As the 1950s were drawing to a close, issues of who we were as people were starting to surface. We were, in America, financially well-off, we were working, we were conspicuous consumers, we were relatively secure in our abilities to defend ourselves, we prided ourselves in being the beacon of Democracy and the epitome of the Free Society.
So what was wrong? The use a well-worn phrase, that didn’t originate in the 1950s; the best things in life aren’t things. We were suffering a moral dilemma – our basic human principles were eroding. We were a driven society – driven to achieve more, buy more, consume more – and what lost out in the equation was that sense of human goodness, of responsibility. We viewed the rest of the world with a certain arrogance, a certain pious belief that only the strong and the accomplished survived.
And that was causing a problem. You could see and feel the American dream starting to lose shape, come apart at the seams. We were a fractured and divided society in the late 1950s. We fought for integration yet we still practiced lynching. We proudly boasted our freedom of the Press, while burning books and magazines – blacklisting writers as Communist. We espoused chastity and purity, while back-alley abortions rose at an alarming rate. We were, for all intents and purposes, a nation of hypocrites – we talked a good talk when we needed to, but we couldn’t walk the walk to save our lives.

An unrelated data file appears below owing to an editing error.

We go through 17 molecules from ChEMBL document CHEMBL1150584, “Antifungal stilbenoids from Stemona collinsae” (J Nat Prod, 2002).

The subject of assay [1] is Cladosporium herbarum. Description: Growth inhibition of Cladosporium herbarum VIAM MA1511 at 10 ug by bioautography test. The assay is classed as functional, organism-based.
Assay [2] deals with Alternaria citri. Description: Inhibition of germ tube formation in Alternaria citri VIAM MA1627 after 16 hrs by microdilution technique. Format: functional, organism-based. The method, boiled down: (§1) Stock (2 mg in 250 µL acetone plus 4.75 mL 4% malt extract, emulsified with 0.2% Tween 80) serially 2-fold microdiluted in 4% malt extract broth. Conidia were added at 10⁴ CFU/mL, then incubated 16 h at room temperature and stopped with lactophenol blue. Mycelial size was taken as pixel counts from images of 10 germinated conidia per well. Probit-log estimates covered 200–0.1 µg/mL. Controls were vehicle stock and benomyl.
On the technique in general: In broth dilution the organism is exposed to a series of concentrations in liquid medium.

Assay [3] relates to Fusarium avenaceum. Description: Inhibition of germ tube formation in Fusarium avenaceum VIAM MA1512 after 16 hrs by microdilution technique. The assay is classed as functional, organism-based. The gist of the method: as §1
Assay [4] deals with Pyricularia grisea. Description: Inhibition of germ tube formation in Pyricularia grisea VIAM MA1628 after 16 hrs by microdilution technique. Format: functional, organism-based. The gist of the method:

So this discussion, the last part of a series CBS Radio produced in 1958 called The Great Challenge, asked the question “What Beliefs Sustain The Free World?” – and on hand to answer and argue were Arnold J. Toynbee, Reinhold Niebuhr and Prof. Charles Frankel of Columbia University.
It’s a fascinating discussion, particularly from the 1950s, when society was in a state of emotional flux, but not entirely aware of it at the time. Compared to 2017, the difference is too vast to even remotely compare.
But have a listen – this is what we were talking about and thinking about in 1958. There were big pictures and big questions.